Rishi Sunak will soon be delivering his Budget, following an extraordinary year that he would never have expected at the start of his tenure. Back then, Brexit was still the main concern, but over the course of the last twelve months he has loosened the purse strings and paid out around £300bn (some estimates are even higher) to support individuals and businesses through the coronavirus pandemic.
The Budget background
While it will be impossible to repay the level of debt accumulated as a result in any short timeframe, the Chancellor will need to get spending under control. In the last fiscal year prior to coronavirus, 2019/20, the deficit (ie government spending in excess of receipts) was just under £60bn. The significant increase in the deficit in 2020/21 will, of course, need to be dealt with, but this needs to be done without holding back entrepreneurship or scaring off high earning talent and businesses to foreign lands. And everyone now knows how much easier it is to work from almost anywhere.
So, the immediate assumption is that taxes must rise; but by how much and on who is the question.
Options to increase tax revenues
The Government is committed to no increases in the rates of income tax, National Insurance and VAT. However, that still leaves many other existing taxes to consider and perhaps the chance of new ones.
Higher rate tax relief on pensions has been a source of much debate in recent years - recent estimates show that the total related tax and National Insurance relief costs around £40bn per year. Curtailing that would make a big dent in the deficit. We expect a report on the reform of pension tax relief published in February 2020 to give some direction on Budget day.
Inheritance tax (IHT) and capital gains tax (CGT) – together known as capital taxes – have been under review by the Office of Tax Simplification, at the Government’s request. Together these currently raise around £15bn per year.
A combined review which targets growth and entrepreneurship seems likely, removing some CGT reliefs for passive investors as they exit investments or certain IHT reliefs.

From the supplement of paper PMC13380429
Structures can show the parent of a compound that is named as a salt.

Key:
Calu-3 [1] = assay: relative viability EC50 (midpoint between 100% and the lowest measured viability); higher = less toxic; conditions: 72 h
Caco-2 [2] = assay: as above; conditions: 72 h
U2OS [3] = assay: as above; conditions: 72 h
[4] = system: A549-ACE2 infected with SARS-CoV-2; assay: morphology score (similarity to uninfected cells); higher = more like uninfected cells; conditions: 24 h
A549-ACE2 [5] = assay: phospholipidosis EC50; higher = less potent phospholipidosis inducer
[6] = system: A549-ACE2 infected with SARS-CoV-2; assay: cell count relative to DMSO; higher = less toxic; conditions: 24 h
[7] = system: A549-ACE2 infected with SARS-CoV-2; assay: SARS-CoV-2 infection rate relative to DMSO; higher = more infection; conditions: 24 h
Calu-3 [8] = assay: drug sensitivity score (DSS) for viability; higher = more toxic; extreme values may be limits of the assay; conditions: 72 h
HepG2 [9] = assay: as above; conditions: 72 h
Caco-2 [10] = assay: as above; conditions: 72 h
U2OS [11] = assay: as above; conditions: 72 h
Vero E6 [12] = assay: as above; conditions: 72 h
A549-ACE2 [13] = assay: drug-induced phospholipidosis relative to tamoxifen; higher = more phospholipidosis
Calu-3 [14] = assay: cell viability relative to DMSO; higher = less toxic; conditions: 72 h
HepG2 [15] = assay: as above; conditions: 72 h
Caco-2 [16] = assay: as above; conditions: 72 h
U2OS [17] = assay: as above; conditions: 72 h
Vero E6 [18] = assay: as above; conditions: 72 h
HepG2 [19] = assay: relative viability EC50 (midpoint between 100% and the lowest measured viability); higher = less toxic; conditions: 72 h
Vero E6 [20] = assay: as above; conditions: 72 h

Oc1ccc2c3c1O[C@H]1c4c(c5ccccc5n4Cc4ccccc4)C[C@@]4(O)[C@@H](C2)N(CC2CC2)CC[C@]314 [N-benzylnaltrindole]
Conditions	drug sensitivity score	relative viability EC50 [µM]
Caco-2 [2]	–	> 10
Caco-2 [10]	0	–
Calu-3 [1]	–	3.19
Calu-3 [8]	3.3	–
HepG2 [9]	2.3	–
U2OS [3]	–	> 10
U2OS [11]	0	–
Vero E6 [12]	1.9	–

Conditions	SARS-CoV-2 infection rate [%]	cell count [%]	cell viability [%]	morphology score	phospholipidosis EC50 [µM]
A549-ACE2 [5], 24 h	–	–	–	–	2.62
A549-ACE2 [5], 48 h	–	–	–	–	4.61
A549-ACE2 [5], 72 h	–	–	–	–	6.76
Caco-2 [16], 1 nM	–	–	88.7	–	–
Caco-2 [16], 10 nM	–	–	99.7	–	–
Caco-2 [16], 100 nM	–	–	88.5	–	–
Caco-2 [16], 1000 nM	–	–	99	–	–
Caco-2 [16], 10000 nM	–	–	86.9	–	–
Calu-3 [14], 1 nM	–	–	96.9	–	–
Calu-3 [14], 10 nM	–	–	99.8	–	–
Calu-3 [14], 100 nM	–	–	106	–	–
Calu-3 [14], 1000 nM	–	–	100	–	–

While a broad income tax rate increase is not possible within the Government’s manifesto promises, a broad corporation tax increase should not be ruled out, especially given the current rate of 19 per cent, which remains very low compared to other G20, and particularly G7 countries.
There is also more freedom now for the Chancellor to look at indirect taxes, given we are no longer bound by European Union rules.
The continued clampdown on tax evasion will rightly continue - the Government will, however, need to take care to ensure that legitimate tax planning doesn’t fall within that remit, as it could be very costly for compliant taxpayers, who have undertaken legitimate tax planning to arrange complex affairs, to endure unnecessary scrutiny.
And finally, a wealth tax. Will it happen? Introducing and administering such a new tax would be complex. Defining the scope of assets within the charge, which are located around the world, in trust or in other arrangements, and the residence or domicile of those to be taxed is extremely challenging and complex in a global world. In our view, it seems likely that increases in the Government’s overall tax take can be achieved in other ways and within existing regimes.
We expect the majority of the expected tax increases to fall on individuals rather than companies, and mainly on the wealthy and those with high incomes. If you are considering transacting on a sale or purchase, succession arrangements, extraction of profits, coming into the UK or leaving the UK, then be ready now with a plan in case you need to move quickly.
Tax changes announced on 3 March are generally only likely to have effect at the start of the next tax year on 6 April, so there may be time to plan, but not much time.
For more information please get in touch with Gary Heynes, or your usual RSM contact.